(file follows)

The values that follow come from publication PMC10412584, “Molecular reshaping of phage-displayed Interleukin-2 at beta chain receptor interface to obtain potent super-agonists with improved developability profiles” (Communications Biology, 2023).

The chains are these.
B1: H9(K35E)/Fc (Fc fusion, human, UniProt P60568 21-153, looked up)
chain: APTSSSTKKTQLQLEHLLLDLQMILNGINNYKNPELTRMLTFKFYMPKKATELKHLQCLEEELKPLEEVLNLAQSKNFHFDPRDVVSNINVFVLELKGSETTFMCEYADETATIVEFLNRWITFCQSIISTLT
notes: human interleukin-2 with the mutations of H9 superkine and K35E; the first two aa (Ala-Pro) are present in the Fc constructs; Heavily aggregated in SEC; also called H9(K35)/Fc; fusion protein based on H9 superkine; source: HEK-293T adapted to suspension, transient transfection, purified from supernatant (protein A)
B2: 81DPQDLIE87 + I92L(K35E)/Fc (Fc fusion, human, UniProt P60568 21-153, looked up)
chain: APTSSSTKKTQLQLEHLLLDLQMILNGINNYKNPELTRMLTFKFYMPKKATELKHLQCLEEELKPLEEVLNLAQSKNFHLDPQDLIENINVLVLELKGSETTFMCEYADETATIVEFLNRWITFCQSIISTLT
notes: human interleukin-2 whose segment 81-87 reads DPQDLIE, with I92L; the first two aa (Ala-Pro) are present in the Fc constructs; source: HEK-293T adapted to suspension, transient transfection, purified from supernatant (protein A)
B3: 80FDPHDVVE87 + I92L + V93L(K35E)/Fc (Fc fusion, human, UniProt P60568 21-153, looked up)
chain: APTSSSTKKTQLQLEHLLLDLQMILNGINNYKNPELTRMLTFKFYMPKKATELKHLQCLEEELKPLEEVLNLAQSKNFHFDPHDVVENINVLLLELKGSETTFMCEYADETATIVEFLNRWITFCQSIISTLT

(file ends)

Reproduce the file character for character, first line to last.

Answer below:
The values that follow come from publication PMC10412584, “Molecular reshaping of phage-displayed Interleukin-2 at beta chain receptor interface to obtain potent super-agonists with improved developability profiles” (Communications Biology, 2023).

The chains are these.
B1: H9(K35E)/Fc (Fc fusion, human, UniProt P60568 21-153, looked up)
chain: APTSSSTKKTQLQLEHLLLDLQMILNGINNYKNPELTRMLTFKFYMPKKATELKHLQCLEEELKPLEEVLNLAQSKNFHFDPRDVVSNINVFVLELKGSETTFMCEYADETATIVEFLNRWITFCQSIISTLT
notes: human interleukin-2 with the mutations of H9 superkine and K35E; the first two aa (Ala-Pro) are present in the Fc constructs; Heavily aggregated in SEC; also called H9(K35)/Fc; fusion protein based on H9 superkine; source: HEK-293T adapted to suspension, transient transfection, purified from supernatant (protein A)
B2: 81DPQDLIE87 + I92L(K35E)/Fc (Fc fusion, human, UniProt P60568 21-153, looked up)
chain: APTSSSTKKTQLQLEHLLLDLQMILNGINNYKNPELTRMLTFKFYMPKKATELKHLQCLEEELKPLEEVLNLAQSKNFHLDPQDLIENINVLVLELKGSETTFMCEYADETATIVEFLNRWITFCQSIISTLT
notes: human interleukin-2 whose segment 81-87 reads DPQDLIE, with I92L; the first two aa (Ala-Pro) are present in the Fc constructs; source: HEK-293T adapted to suspension, transient transfection, purified from supernatant (protein A)
B3: 80FDPHDVVE87 + I92L + V93L(K35E)/Fc (Fc fusion, human, UniProt P60568 21-153, looked up)
chain: APTSSSTKKTQLQLEHLLLDLQMILNGINNYKNPELTRMLTFKFYMPKKATELKHLQCLEEELKPLEEVLNLAQSKNFHFDPHDVVENINVLLLELKGSETTFMCEYADETATIVEFLNRWITFCQSIISTLT